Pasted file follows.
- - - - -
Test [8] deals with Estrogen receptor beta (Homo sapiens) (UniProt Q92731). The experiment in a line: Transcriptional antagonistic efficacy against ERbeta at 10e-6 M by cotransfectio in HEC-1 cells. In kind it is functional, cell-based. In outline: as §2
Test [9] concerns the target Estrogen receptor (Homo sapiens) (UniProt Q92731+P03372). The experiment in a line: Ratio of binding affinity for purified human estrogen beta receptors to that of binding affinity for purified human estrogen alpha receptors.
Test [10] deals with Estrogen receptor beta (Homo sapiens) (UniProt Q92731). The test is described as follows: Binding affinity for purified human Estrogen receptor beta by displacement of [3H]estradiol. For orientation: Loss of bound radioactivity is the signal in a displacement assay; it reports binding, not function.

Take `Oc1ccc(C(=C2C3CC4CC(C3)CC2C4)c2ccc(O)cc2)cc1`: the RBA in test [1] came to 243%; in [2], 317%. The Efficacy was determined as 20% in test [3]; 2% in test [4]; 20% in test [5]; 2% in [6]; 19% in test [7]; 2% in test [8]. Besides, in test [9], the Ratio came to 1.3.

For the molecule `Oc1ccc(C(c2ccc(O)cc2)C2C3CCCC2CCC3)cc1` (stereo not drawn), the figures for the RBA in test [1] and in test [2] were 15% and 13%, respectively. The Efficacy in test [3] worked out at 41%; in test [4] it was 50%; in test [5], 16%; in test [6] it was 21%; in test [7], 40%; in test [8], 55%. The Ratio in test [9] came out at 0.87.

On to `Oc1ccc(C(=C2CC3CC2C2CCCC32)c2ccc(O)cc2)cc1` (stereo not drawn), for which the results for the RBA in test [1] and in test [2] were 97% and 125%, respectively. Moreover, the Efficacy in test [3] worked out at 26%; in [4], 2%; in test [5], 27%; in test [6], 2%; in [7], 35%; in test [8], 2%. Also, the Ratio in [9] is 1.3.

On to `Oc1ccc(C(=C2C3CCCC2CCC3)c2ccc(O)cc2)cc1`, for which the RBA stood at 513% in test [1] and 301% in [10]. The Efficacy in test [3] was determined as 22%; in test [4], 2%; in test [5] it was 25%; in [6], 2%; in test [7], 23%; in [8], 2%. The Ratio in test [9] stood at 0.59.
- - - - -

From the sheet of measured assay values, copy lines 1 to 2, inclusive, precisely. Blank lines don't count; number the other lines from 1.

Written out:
Test [8] deals with Estrogen receptor beta (Homo sapiens) (UniProt Q92731). The experiment in a line: Transcriptional antagonistic efficacy against ERbeta at 10e-6 M by cotransfectio in HEC-1 cells. In kind it is functional, cell-based. In outline: as §2
Test [9] concerns the target Estrogen receptor (Homo sapiens) (UniProt Q92731+P03372). The experiment in a line: Ratio of binding affinity for purified human estrogen beta receptors to that of binding affinity for purified human estrogen alpha receptors.